Loving Neighbor: Christian & Muslim Relations

Unless you’ve seen the picture to the left already, it may seem like just an average picture  with two people holding hands.  It’s not.  The picture was actually taken during the recent protests in Cairo, Egypt.  In the background you see Muslims kneeling for prayer.  The two men holding hands are actually a group of native Christians who are surrounding the Muslim neighbors to protect them while they pray.

In Matthew 22:34-40, we learn that the greatest commands are to love God first and love neighbor second.  In Luke 10 one of the most memorable parables of Jesus, The Parable of the Good Samaritan, is told.  This parable is told when an expert in the law, trying to justify himself, wanted Jesus to expound on the question of just who a neighbor is.  We know the story and how it ends.  The one who acted neighborly was a Samaritan and for most Jewish people at the time, that was the last thing they wanted to hear.

What is important here is to recognize that loving neighbor has nothing to do with another person’s politics or religion.  Loving neighbor is what we are called to do regardless of who the neighbor is…even when there is a great amount of historical hostility between us and our neighbor, as in the case between Christians and Muslims.

The picture of these Christians in Egypt protecting their Muslim neighbors is a fine example and expression of loving neighbor.  While there are certainly Muslim extremist who have committed great acts of evil against Christians, historically Christians have also been guilty of terrible sins committed against humanity.  I can’t help but wonder how history would unfold in the future if examples like the above took place more often.  May we all learn to love our neighbor as ourself!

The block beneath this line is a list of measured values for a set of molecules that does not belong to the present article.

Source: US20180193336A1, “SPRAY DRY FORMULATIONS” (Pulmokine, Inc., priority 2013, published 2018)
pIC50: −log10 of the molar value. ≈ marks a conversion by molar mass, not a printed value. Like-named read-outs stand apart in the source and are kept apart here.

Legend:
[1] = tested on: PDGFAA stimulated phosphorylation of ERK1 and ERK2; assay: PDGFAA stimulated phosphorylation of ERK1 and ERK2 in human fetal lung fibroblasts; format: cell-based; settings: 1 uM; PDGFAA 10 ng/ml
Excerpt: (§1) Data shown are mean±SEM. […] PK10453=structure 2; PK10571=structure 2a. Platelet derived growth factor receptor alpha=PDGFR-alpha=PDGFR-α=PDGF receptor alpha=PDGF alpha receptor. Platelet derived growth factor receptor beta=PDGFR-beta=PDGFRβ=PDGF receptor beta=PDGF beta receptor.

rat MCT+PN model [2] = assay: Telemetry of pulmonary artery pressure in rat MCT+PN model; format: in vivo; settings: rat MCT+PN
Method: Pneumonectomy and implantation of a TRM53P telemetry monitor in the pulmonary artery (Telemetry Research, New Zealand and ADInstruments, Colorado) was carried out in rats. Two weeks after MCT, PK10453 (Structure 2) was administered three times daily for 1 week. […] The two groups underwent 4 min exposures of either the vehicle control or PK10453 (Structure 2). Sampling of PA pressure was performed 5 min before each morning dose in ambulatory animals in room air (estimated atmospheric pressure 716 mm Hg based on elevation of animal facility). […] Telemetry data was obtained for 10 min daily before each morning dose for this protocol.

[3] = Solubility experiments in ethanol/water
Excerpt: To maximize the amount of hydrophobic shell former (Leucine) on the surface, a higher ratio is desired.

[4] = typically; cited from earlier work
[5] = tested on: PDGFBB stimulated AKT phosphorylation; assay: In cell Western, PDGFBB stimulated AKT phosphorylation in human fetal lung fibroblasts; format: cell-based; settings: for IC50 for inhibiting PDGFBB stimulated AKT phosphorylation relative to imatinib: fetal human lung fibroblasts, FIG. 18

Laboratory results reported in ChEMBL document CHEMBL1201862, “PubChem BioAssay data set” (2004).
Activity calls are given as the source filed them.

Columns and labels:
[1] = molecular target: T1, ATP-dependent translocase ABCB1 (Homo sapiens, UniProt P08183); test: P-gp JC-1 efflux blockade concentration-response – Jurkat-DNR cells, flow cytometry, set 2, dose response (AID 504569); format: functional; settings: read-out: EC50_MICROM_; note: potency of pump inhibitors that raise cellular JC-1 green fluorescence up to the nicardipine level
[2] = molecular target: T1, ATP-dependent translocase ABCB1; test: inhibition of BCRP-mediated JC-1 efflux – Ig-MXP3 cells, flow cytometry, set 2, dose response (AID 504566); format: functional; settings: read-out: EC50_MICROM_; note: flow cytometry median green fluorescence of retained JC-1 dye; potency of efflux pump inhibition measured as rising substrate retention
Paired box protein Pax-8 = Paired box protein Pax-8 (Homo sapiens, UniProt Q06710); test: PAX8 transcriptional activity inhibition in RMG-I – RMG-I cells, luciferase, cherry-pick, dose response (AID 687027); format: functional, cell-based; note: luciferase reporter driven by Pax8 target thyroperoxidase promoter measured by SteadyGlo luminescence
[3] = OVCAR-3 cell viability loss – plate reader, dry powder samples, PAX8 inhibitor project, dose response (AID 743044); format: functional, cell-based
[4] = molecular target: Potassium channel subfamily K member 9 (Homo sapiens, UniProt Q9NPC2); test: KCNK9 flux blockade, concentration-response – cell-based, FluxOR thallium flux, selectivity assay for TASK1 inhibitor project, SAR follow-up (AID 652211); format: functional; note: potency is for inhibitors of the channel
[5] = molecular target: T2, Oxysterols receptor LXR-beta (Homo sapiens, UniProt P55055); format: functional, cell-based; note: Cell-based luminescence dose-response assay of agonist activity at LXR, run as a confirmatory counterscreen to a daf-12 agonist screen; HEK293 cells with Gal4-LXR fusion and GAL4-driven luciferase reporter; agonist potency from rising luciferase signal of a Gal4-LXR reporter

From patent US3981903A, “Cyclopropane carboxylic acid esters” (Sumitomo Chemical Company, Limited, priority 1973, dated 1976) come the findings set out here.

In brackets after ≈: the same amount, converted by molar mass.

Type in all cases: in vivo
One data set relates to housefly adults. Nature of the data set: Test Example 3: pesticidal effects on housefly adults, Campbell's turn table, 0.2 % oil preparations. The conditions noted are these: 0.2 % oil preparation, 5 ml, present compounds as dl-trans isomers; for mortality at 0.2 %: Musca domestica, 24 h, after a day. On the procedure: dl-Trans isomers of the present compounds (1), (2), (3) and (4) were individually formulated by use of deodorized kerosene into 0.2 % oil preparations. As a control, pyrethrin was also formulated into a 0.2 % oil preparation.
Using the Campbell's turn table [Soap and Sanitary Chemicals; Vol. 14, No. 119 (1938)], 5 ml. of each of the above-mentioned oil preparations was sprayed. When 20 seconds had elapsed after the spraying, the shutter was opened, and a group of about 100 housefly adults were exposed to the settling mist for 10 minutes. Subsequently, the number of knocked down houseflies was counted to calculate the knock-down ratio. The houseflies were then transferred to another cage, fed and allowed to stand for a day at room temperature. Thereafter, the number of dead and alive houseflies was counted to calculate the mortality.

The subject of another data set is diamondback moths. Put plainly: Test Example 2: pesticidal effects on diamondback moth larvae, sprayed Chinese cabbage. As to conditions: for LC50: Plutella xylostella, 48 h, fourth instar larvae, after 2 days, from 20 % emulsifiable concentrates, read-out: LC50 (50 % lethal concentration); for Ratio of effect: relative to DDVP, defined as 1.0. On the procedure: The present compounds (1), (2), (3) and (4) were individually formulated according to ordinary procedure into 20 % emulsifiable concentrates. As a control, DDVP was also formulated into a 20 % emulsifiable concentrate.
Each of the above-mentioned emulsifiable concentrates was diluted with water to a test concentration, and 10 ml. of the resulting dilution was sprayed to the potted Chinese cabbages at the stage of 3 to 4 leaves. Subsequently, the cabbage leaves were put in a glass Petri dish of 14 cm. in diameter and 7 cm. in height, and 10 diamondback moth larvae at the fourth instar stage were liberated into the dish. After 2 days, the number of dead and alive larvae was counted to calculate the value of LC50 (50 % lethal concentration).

5 responses to “Loving Neighbor: Christian & Muslim Relations

  1. The Crusades were barbaric in many ways. My Episcopal See of Contantinople was sacked by Western Christians in 1204, nuns were raped, altars desecrated, and great Christian works of art and piety were stolen. However, the Crusades were a reaction to four centuries of Islamic enslavement of Christians, apartheid known as dhimmitude, and oppression, that continued for the next one thousand years. There is no symmetry at all between the horrors of Islam done to the world and to Christians compared to that done by Christians in the other direction.

    However, yes, love; love of enemies. It is what we are called to do. And I am proud of these believers in Egypt who are Kingdom manifesting in their protection of the Islamists praying.

  2. I specifically did not mention the crusades as an example of atrocities committed by Christians because even though I am aware of the crusades, I also know that the crusades are not the only terrible injustices committed by Christians acting with perceived religious justification.

    Grace and Peace,


  3. The apartheid regime in South Africa is a more recent example of man’s inhumanity to man and it was bolstered with an application of Scripture.

    • Very similar to the racial injustices carried out in the US prior to and during the Civil Rights era of American history. The bigotry and the acts committed because of that bigotry were justified by invoking God (divine initiative).

      Grace and Peace,


  4. Pingback: Loving Neighbor: Christian and Muslim Relations |

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